Editorial Board   

Mr. Rush

Rob Rush

CEO, LRA Worldwide

Rob Rush is President & CEO of LRA Worldwide, Inc. a leading consulting and research company that specializes in Customer Experience Management (CEM). Rob co-founded the company two decades ago, and has helped grow it to its position as a leader in CEM consulting. Based outside of Philadelphia, LRA relies on an integrated suite of services designed to help organizations measure and improve service quality, employee performance, customer satisfaction, retention and profitability. LRA's service offerings include customer experience strategy and design, customer and employee research, the design and development of corporate standards and practices, customer service training, and quality assurance. LRA has deep sector expertise in the hospitality, leisure, sports, entertainment, and travel industries, and is exploring emerging sectors such as automotive, financial services, and healthcare. Clients include the PGA TOUR, Six Flags, Churchill Downs, Starwood Hotels & Resorts, MGM Mirage, Hyatt Hotels, the ARAMARK Corporation, NetJets and Quest Diagnostics. Rob is active in the American Hotel & Lodging Association and was recently interviewed by editors of The Wall Street Transcript for its CEO Spotlight Series. In addition to serving on the Hospitality Forum Editorial Board, Rob is a frequent contributor to leading marketing and industry trade publications such as Brandweek, Golf Magazine, CRM Magazine, US Banker, Resort & Recreation and Casino Journal. Recently, Rob was a featured speaker at the North American Conference on Customer Management, the National Institute of Golf Management and InfoShare 2005. Mr. Rush is a graduate of Cornell University. You can visit the LRA website at www.lraworldwide.com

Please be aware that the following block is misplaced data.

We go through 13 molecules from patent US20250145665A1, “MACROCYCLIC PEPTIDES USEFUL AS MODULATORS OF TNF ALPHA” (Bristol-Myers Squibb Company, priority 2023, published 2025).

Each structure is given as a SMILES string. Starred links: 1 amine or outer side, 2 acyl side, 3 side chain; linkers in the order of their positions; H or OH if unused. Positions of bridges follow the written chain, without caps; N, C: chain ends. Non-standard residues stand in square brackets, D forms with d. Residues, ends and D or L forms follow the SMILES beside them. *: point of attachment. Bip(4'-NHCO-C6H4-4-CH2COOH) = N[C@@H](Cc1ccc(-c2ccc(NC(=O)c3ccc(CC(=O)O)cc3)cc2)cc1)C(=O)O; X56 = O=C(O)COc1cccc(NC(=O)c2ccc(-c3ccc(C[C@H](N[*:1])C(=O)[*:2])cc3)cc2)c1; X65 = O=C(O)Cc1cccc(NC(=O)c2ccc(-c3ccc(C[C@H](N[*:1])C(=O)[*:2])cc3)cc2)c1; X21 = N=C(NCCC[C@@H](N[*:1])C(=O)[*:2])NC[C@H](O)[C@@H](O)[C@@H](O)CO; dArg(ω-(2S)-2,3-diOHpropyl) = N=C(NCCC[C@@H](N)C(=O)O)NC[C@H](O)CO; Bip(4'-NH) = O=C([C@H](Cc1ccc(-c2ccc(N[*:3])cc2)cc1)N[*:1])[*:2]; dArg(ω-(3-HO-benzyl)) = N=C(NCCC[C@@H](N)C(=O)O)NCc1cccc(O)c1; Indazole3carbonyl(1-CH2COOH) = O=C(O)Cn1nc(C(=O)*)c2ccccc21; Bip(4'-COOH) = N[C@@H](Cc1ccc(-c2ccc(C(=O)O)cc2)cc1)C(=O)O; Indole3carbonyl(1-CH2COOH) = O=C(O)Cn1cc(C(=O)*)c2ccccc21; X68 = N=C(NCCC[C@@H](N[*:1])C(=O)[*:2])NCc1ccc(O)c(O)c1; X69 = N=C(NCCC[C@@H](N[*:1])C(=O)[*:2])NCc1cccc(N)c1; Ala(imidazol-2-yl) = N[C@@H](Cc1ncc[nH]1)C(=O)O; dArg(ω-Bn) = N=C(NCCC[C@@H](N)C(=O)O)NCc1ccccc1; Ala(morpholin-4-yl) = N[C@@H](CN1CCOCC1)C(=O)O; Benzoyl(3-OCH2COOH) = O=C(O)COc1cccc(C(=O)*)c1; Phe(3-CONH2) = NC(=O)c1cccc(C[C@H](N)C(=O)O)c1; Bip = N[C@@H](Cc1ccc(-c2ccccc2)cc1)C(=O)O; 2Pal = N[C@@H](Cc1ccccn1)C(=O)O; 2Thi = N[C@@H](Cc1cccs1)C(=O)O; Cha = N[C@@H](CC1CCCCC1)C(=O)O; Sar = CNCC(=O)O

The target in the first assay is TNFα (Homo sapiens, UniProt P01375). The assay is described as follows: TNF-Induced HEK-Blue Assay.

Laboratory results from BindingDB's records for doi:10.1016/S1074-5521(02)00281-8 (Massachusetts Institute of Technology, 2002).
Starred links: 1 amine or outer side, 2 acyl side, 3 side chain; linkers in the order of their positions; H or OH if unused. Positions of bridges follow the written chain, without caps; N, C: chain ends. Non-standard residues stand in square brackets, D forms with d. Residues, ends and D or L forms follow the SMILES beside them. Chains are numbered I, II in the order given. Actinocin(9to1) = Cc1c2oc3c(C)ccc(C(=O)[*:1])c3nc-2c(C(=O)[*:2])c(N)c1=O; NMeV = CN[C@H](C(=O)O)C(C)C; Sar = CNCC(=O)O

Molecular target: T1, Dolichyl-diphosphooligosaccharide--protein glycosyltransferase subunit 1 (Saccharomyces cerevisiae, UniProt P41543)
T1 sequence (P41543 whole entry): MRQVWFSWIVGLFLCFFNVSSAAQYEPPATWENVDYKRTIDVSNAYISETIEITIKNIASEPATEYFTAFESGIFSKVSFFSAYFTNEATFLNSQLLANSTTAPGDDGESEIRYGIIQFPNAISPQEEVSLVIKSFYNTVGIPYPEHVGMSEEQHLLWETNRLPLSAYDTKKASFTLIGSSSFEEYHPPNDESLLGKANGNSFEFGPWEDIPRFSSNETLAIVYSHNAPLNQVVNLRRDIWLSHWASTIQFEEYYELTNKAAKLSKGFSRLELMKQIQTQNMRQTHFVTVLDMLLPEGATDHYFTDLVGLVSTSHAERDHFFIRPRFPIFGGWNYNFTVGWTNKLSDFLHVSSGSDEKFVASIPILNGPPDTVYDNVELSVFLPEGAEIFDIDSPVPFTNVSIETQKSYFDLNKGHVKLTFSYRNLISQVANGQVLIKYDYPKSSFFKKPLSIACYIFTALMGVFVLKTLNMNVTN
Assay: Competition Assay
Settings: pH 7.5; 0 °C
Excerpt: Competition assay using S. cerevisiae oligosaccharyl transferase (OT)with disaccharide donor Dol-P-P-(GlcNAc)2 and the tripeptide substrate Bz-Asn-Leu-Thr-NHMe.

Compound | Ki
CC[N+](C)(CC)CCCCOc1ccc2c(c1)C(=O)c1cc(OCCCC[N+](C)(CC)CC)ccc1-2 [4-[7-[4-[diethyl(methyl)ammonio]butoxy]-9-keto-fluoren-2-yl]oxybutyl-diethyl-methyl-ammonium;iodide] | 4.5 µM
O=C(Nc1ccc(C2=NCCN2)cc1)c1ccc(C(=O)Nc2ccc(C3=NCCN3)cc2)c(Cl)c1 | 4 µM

Mr. Rush can be contacted at 215-449-0301 or rob.rush@lraworldwide.com

Coming up in November 2020...

Hotel Design: Home Away From Home

With the rise of the sharing economy and the peer-to-peer marketplace for lodging options, hoteliers are re-thinking the look, feel and appeal of their locations. There is an emphasis on re-creating a feeling of homeyness - a comfortable, cozy and inviting space that feels like home. 'This is accomplished through the careful selection of furniture design, paint colors, lighting design, artwork, bathroom fixtures and textile accessories. In addition, some hotels are providing their guests with upscale amenities, such as a book and movie library, home-style kitchenettes, a coffee machine with locally-sourced beans and tea, or even a batch of fresh-baked cookies. Similarly, there is a growing design trend based on the concept of place-making. Travelers are searching for experiences that are unique and authentic to the locale in which they find themselves, and so hotel designers are integrating a sense of place into their work. This is partially achieved by incorporating traditional artisanal crafts and other local artwork into hotel rooms and communal spaces. Another design trend includes the creation of full-service, co-working environments within the hotel. Guests don't like to stay alone in their room when they need to work, so now they can go downstairs to the lobby-or up to the roof-to work among others. These areas encourage guests - and non-guests alike - to stay as long as they like and to partake of hotel amenities. Finally, recognizing the importance of the Wellness Movement, some designers are exploring how room design can increase the likelihood of deep and restorative sleep. Creating dark and quiet spaces, blocking excessive light, providing guests with a selection of different kinds of pillows, and the ability to control room temperature, are a few of the best practices in this area. These are some of the architecture and design topics that will be covered in the November issue of the Hotel Business Review.